BIG SUR, Calif. — I’m broke. You’re broke. We’re all broke.

Sometimes the best medicine comes in the form of a pretty distraction, and I’m not talking about Pamela Anderson here. If you live in (insert city name — really, any one will do), it’s time for you to GET OUT. No doomsday warnings here, just a poor man’s guide to travel to ease your weary soul.

This month it’s cold. So let’s take our vacation-lusting souls to someplace warmer than the icebox we’ve been living in.

California. Sweet California. You’re always there for us to retreat to, no matter how many times we make fun of your governor, or how bad your drivers are, or wish that you would just fall off into the ocean already. (Yea! California Island! Even better.)

I recently made my first pilgrimage to the Big Sur Coastline. If you’ve ever seen Big Sur, you’ll understand the use of the word “pilgrimage.” The coasts are practically untouched since the days of the Spanish settlers: sweeping views, pristine waters that appear as though Tide would bottle them for their next detergent, and the freshest air to fill your lungs since you came screaming out of the womb.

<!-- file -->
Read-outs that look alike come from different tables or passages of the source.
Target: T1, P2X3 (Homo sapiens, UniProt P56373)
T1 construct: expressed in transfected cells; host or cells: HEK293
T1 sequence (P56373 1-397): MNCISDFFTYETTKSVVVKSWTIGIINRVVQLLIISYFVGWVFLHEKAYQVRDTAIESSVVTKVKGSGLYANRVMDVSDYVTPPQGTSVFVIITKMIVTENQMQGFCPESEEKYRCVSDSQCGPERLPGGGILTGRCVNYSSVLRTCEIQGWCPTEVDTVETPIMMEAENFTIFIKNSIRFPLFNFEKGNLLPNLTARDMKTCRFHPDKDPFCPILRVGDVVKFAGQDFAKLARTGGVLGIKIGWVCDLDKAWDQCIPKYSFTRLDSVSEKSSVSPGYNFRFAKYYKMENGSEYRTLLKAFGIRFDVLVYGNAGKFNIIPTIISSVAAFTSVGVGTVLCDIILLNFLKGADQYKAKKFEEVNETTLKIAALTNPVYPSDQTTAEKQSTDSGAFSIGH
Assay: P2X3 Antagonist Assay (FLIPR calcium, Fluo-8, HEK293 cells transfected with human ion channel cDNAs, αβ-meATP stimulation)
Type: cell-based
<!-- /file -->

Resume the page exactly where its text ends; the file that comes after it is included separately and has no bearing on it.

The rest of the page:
bigsur1Welcome to Paradise, boys.

Strange phenomena happen in Big Sur. Cypress trees cling to steep drop offs. The Ghost Tree is an example of nature’s malleability in the face of it’s own force, arched from root to tip it pays homage to the glory of it’s creation, and the mysticism that lies in Big Sur.

If the beach-that-is-really-too-cold-to-sunbathe-at just isn’t your thing, head on out from Los Angeles like the Rider on the Storm that you are to an old ski-town in another sentimentally static are of California called Vincent’s Gap. The mountains here are sleepy and wise, extending off as far as you can see in most directions. Popular for hiking and even skiing, it is east to wander into Vincent’s Gap and feel time travel back to frontier days, when the mountains were first inhabited.

About The Author

Carly Erin O'Neil is a Blast staff writer, and photographer hailing from the NYC-DC Corridor, but she's a gypsy at heart.

4 Responses

  1. William Coleman

    Nicely evocative! I hope to get out there one day…and maybe do a photoshoot!

  2. David Reichard

    Nice pix! Captured it well. I’m lucky enough to live minutes from Highway 1, which winds along the California coast for hundreds of miles. The best part of each trip…is often the drive (or hitchhike) along Highway 1, whether it’s through Big Sur or Jenner or Pescadero. Guess I’ll bring my camera next time, you inspired me.


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